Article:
Re: [v6ops] Happy eyeballs suggestions, was: Re: Apple and IPv6, a few clarifications

Iljitsch van Beijnum <> Mon, 22 June 2015 20:50 UTC

Return-Path: <>
Received: from localhost ( []) by (Postfix) with ESMTP id 4D7DE1ACF54 for <>; Mon, 22 Jun 2015 13:50:52 -0700 (PDT)
X-Virus-Scanned: amavisd-new at
X-Spam-Flag: NO
X-Spam-Score: 0.79
X-Spam-Status: No, score=0.79 tagged_above=-999 required=5 tests=[BAYES_50=0.8, T_RP_MATCHES_RCVD=-0.01] autolearn=ham
Received: from ([]) by localhost ( []) (amavisd-new, port 10024) with ESMTP id 79Pn5LMIkBjr for <>; Mon, 22 Jun 2015 13:50:50 -0700 (PDT)
Received: from ( [IPv6:2001:1af8:3100:a006:1::]) (using TLSv1 with cipher DHE-RSA-AES256-SHA (256/256 bits)) (No client certificate requested) by (Postfix) with ESMTPS id 1FDD91A6F2D for <>; Mon, 22 Jun 2015 13:50:49 -0700 (PDT)
Received: from ( [IPv6:2001:470:1f15:8b5:7964:27be:c625:11ee] (may be forged)) (authenticated bits=0) by (8.13.3/8.13.3) with ESMTP id t5MKnhHU032932 (version=TLSv1/SSLv3 cipher=DHE-RSA-AES256-SHA bits=256 verify=NO); Mon, 22 Jun 2015 22:49:43 +0200 (CEST) (envelope-from
Content-Type: text/plain; charset=utf-8
Mime-Version: 1.0 (Mac OS X Mail 8.2 \(2098\))
From: Iljitsch van Beijnum <>
In-Reply-To: <>
Date: Mon, 22 Jun 2015 22:50:36 +0200
Content-Transfer-Encoding: quoted-printable
Message-Id: <>
References: <> <> <>
To: Owen DeLong <>
X-Mailer: Apple Mail (2.2098)
Archived-At: <>
Cc:, Vividh Siddha <>
Subject: Re: [v6ops] Happy eyeballs suggestions, was: Re: Apple and IPv6, a few clarifications
X-Mailman-Version: 2.1.15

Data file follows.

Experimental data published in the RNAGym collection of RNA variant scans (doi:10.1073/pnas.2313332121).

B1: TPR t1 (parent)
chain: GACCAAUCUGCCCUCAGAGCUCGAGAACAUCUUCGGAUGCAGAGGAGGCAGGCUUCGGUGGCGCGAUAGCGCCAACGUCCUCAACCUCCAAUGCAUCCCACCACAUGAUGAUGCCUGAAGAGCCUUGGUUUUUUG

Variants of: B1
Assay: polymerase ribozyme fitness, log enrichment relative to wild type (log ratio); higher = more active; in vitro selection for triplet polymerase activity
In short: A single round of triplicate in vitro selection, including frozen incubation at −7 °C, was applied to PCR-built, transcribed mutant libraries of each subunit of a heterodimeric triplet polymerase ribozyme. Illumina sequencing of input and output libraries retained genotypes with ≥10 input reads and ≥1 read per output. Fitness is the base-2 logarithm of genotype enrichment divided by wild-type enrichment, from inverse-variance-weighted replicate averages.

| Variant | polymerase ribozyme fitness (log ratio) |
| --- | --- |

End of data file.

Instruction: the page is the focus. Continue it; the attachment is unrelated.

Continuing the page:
Precedence: list
List-Id: v6ops discussion list <>
List-Unsubscribe: <>, <>
List-Archive: <>
List-Post: <>
List-Help: <>
List-Subscribe: <>, <>
X-List-Received-Date: Mon, 22 Jun 2015 20:50:52 -0000

On 22 Jun 2015, at 18:49, Owen DeLong <> wrote:

>> So if you guys currently look at the RTT for the three-way handshake, it would probably help if you could look at the RTT for data packets instead.

> Pretty hard to look at the data RTT when establishing a connection. How do you see that working?

I don't know the details of Apple's (or anyone else's) happy eyeballs implementation. If they set up connections, measure the RTT for the three three-way handshake and then abandon the higher RTT session, or initiate connections in parallel and only pursue the one that connects first, then you're right, this would be a problem. On the other hand, if they do an HTTP request over IPv4 and one over IPv6, then an RTT for data segments would be available.

>> Basically, what's needed for this is that if the interface in question is configured with "real" IPv6 addresses, those are kept and the prefix in question is advertised in RAs.

> Wouldn’t that require bridging to between the real interface and the test interface rather than routing? Perhaps that’s not a bad idea, (the kernel already has the necessary bridging code), but a consistent and deterministic way of selecting bridge vs. route would be necessary to create a full test environment, IMHO.

Hm, if native IPv6 is available on interface A but you want to run your test NAT64 network on interface B and thus need to bridge A and B, why wouldn't you just cut out the middleman and run your test NAT64 network on interface B?

Likely answer: because B is actually dual stack and you need to keep out the IPv4. So then not only would you have to bridge the IPv6, you would have to filter out the IPv4 while doing that. That seems a tall order.

A much simpler solution is to simply route a /64 to the interface that hosts the test NAT64 network. Obviously if you have consumer-level native IPv6 that won't always be possible because you only get a /64 and/or a way to route additional subnets through cascading DHCPv6 PD or an IPv6 routing protocol isn't supported.

But if all else fails you can terminate a tunnel broker (.net) tunnel on your Mac and route a /64 to the desired interface and turn on IPv6 forwarding in the kernel.

If Apple is interested in solving more of this than just allowing us to set up our own IPv6 addresses on the test NAT64 interface (which is the only part we need Apple to make possible, we can do the rest ourselves) then IPv6 bridging with IPv4 blocking would be a good choice because then you can easily take advantage of native IPv6 on an interface without automatically getting the IPv4 that virtually always comes with it.